Richmond Berks Review: RBD Ponzi points investment scheme
Richmond Berks claim to be an
international company that traces its history back to 2008.
Two young businessmen John Richmond and Klint Berks met at an auction, fighting over one and the same lot.
One year later together with two other brokers they founded a company that specialized in purchase of real estate at auctions and its further resale at the secondary market.
In 2016 due to the conflict of interests, Richmond and Berks sold their company shares and founded a new corporation – Richmond Berks.
This aligns with the September 29th, 2016 registration of the Richmond Berks company website domain.
That’s about all that aligns however, with there being no information on either John Richmond or Klint Berks predating the launch of Richmond Berks a few months ago.
No detailed biographies for either men are provided on the Richmond Berks website. The website domain itself was registered anonymously.
This is highly suspicious and raises the question of whether these individuals actually even exist.
As always, if an MLM company is not openly upfront about who is running or owns it, think long and hard about joining and/or handing over any money.
The Richmond Berks Product Line
Richmond Berks has no retailable products or services, with affiliates only able to market Richmond Berks affiliate membership itself.
The Richmond Berks Compensation Plan
The Richmond Berks compensation plan sees affiliates invest money in “Richmond Berks Dollars” (RBD).
RBD is an internal currency used by Richmond Berks that is worthless outside of the company.
Richmond Berks pay an advertised 1.4% daily ROI on RBD points with RBD points (0.7% on weekends).
Withdrawals are made in USD, with Richmond Berks keeping 50% of each withdrawal request.
Richmond Berks also reward affiliates with Richmond Berks Bonus points for doing “certain activities”.
A daily 0.05% ROI is paid on Richmond Berks Bonus points, which otherwise seem to function the same as RBD points.
Referral commissions are available on funds invested by downline affiliates, paid out down two levels of recruitment (unilevel):
- level 1 (personally recruited affiliates) – 10%
- level 2 – 5%
Joining Richmond Berks
Richmond Berks affiliate membership is free, however affiliates must invest in Richmond Berks Dollars if they wish to participate in he attached MLM opportunity.
Underneath a veneer of buying and selling real-estate, Richmond Berks is set up like a typical MLM underbelly Ponzi scheme.
The information on its owners is unverifiable. A list of employees provided on the website appears to be stolen images cropped onto a generic grey/white background.
Like John Richmond and Klint Berks, no third-party information is available on any of the sixteen alleged employees.
The Richmond Berks website professes the company makes money by flipping real estate.
To that end the Richmond Berks website lists “recently purchased objects”. The list details real-estate properties from around the world worth millions of dollars.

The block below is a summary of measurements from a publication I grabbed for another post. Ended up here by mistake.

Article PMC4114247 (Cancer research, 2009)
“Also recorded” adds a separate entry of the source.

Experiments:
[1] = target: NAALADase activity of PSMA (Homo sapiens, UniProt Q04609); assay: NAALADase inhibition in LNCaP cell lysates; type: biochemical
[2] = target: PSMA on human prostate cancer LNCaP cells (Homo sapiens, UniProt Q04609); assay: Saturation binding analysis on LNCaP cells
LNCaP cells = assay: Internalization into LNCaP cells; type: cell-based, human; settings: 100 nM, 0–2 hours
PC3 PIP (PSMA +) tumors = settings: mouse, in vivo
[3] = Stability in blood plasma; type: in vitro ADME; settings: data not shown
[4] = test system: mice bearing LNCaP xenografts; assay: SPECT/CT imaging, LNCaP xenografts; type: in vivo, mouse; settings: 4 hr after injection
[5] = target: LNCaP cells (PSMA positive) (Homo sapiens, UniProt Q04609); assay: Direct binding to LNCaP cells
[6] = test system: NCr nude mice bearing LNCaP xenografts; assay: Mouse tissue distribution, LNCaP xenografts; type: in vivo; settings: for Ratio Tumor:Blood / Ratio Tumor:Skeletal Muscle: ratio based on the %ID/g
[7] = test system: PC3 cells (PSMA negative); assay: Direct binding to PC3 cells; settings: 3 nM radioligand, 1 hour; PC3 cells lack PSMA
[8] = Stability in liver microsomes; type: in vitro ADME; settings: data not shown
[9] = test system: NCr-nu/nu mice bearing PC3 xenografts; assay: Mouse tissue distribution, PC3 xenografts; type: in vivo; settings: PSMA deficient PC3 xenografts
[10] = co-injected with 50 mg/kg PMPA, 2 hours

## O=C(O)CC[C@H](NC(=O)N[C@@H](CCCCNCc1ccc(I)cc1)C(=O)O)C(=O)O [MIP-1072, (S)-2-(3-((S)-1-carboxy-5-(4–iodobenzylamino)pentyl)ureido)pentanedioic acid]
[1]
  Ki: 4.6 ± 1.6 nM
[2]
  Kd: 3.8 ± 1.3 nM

Photos used on each of the listings are stock photos ripped from third-party sources (classified listings, personal blogs etc.)
Absolutely no proof is provided that Richmond Berks, a company purportedly only set up a few months ago, purchased any of the listed properties. I wasn’t able to verify any purchases myself.
In the Richmond Berks “main principles and terms” document, the company provides evidence of a UK Companies House incorporation.
This costs about £20 GBP and is typical of MLM underbelly schemes. The address provided on the incorporation document appears to be residential.
A “Public Offer” document hosted on the Richmond Berks website claims
Richmond Berks LLC (Richmond Berks) is registered with the Securities and Exchange Commission under the Investment Advisers Act.
A search on the SEC’s Edgar database however reveals no listings for either “Richmond Berks” or “RichmondBerks”.
Whoever is running Richmond Berks has stolen the entire document from somewhere, or they’re just flat-out lying.
Either way, what we’re left with is investment in a virtual currency that pays a guaranteed perpetual daily ROI.
The only verifiable source of revenue entering the company is sourced from affiliates, the use of which to pay ROIs to existing affiliates would make Richmond Berks a Ponzi scheme.
Putting aside the numerous discrepancies above, even if you take the whole flipping real-estate shtick at face value, it doesn’t make any sense.
Why would a legitimate company, who claims to be able to flip millions of dollars in real-estate and generate a ROI of 1.4% a day, be wasting their time with a worthless virtual currency and affiliate program?
The answer is they wouldn’t.
As with all Ponzi schemes, once new affiliate recruitment dies off so too will new funds entering the system. At that point Richmond Berks collapses, leaving the majority of affiliates with a loss.
Owing to the 50% withdrawal split and virtual currency used once real money is invested into the system, affiliate losses are maximized as there’s a strong incentive to keep money in the system.
But don’t worry. Once Richmond Berks inevitably collapses and the anonymous admins run away with your money, the company has you covered.
Due to insurance, all financial risks are reduced to zero.. Insurance is provided by the company; it is absolutely free and does not require any client fee..
Free guaranteed Ponzi investment insurance? How generous of them.
Just don’t ask for any specific details…